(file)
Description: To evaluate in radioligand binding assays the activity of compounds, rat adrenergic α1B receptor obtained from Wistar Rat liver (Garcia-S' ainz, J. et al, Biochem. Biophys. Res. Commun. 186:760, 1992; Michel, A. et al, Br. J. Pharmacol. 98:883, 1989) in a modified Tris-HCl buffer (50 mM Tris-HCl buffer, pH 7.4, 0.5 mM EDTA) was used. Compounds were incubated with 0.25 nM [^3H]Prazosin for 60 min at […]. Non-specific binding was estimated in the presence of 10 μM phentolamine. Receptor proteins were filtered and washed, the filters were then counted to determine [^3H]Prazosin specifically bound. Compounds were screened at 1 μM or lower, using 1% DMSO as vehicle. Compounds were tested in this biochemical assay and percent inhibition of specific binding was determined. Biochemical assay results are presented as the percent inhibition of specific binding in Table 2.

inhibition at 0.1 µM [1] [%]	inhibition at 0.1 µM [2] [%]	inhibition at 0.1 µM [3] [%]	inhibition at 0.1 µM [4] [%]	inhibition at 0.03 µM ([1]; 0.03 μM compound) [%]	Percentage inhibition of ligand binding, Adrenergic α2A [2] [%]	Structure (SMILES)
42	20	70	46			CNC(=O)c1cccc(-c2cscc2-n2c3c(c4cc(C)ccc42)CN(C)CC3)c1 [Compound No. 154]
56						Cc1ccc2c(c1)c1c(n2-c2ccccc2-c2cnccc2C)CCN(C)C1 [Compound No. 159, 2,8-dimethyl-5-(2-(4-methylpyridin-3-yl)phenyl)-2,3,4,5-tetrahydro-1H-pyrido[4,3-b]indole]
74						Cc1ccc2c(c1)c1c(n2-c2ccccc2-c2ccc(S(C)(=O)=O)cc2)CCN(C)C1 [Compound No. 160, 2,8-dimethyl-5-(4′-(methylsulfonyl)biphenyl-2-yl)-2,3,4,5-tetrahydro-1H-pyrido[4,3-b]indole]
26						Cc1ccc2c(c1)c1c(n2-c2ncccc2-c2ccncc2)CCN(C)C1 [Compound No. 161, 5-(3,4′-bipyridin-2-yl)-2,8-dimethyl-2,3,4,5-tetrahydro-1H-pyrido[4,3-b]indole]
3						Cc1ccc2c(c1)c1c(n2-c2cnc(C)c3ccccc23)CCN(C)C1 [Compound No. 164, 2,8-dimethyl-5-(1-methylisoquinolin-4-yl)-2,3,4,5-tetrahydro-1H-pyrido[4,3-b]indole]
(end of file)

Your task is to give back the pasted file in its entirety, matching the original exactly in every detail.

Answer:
Description: To evaluate in radioligand binding assays the activity of compounds, rat adrenergic α1B receptor obtained from Wistar Rat liver (Garcia-S' ainz, J. et al, Biochem. Biophys. Res. Commun. 186:760, 1992; Michel, A. et al, Br. J. Pharmacol. 98:883, 1989) in a modified Tris-HCl buffer (50 mM Tris-HCl buffer, pH 7.4, 0.5 mM EDTA) was used. Compounds were incubated with 0.25 nM [^3H]Prazosin for 60 min at […]. Non-specific binding was estimated in the presence of 10 μM phentolamine. Receptor proteins were filtered and washed, the filters were then counted to determine [^3H]Prazosin specifically bound. Compounds were screened at 1 μM or lower, using 1% DMSO as vehicle. Compounds were tested in this biochemical assay and percent inhibition of specific binding was determined. Biochemical assay results are presented as the percent inhibition of specific binding in Table 2.

inhibition at 0.1 µM [1] [%]	inhibition at 0.1 µM [2] [%]	inhibition at 0.1 µM [3] [%]	inhibition at 0.1 µM [4] [%]	inhibition at 0.03 µM ([1]; 0.03 μM compound) [%]	Percentage inhibition of ligand binding, Adrenergic α2A [2] [%]	Structure (SMILES)
42	20	70	46			CNC(=O)c1cccc(-c2cscc2-n2c3c(c4cc(C)ccc42)CN(C)CC3)c1 [Compound No. 154]
56						Cc1ccc2c(c1)c1c(n2-c2ccccc2-c2cnccc2C)CCN(C)C1 [Compound No. 159, 2,8-dimethyl-5-(2-(4-methylpyridin-3-yl)phenyl)-2,3,4,5-tetrahydro-1H-pyrido[4,3-b]indole]
74						Cc1ccc2c(c1)c1c(n2-c2ccccc2-c2ccc(S(C)(=O)=O)cc2)CCN(C)C1 [Compound No. 160, 2,8-dimethyl-5-(4′-(methylsulfonyl)biphenyl-2-yl)-2,3,4,5-tetrahydro-1H-pyrido[4,3-b]indole]
26						Cc1ccc2c(c1)c1c(n2-c2ncccc2-c2ccncc2)CCN(C)C1 [Compound No. 161, 5-(3,4′-bipyridin-2-yl)-2,8-dimethyl-2,3,4,5-tetrahydro-1H-pyrido[4,3-b]indole]
3						Cc1ccc2c(c1)c1c(n2-c2cnc(C)c3ccccc23)CCN(C)C1 [Compound No. 164, 2,8-dimethyl-5-(1-methylisoquinolin-4-yl)-2,3,4,5-tetrahydro-1H-pyrido[4,3-b]indole]